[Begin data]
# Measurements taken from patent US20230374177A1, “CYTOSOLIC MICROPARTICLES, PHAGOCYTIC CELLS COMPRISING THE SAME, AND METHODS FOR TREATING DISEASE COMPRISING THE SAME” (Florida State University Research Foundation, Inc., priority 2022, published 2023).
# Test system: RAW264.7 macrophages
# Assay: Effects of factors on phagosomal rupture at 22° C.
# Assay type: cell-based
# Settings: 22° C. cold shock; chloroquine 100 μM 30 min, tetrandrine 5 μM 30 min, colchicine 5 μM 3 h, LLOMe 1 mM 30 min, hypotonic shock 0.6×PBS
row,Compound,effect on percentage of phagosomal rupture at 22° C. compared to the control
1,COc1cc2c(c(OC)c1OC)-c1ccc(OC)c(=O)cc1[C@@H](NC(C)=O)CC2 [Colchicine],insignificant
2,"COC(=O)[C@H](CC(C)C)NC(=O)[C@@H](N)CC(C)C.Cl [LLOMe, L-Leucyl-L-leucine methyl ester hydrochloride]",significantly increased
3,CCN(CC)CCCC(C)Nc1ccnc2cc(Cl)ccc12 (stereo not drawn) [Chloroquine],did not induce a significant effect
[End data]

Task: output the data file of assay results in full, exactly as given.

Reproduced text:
# Measurements taken from patent US20230374177A1, “CYTOSOLIC MICROPARTICLES, PHAGOCYTIC CELLS COMPRISING THE SAME, AND METHODS FOR TREATING DISEASE COMPRISING THE SAME” (Florida State University Research Foundation, Inc., priority 2022, published 2023).
# Test system: RAW264.7 macrophages
# Assay: Effects of factors on phagosomal rupture at 22° C.
# Assay type: cell-based
# Settings: 22° C. cold shock; chloroquine 100 μM 30 min, tetrandrine 5 μM 30 min, colchicine 5 μM 3 h, LLOMe 1 mM 30 min, hypotonic shock 0.6×PBS
row,Compound,effect on percentage of phagosomal rupture at 22° C. compared to the control
1,COc1cc2c(c(OC)c1OC)-c1ccc(OC)c(=O)cc1[C@@H](NC(C)=O)CC2 [Colchicine],insignificant
2,"COC(=O)[C@H](CC(C)C)NC(=O)[C@@H](N)CC(C)C.Cl [LLOMe, L-Leucyl-L-leucine methyl ester hydrochloride]",significantly increased
3,CCN(CC)CCCC(C)Nc1ccnc2cc(Cl)ccc12 (stereo not drawn) [Chloroquine],did not induce a significant effect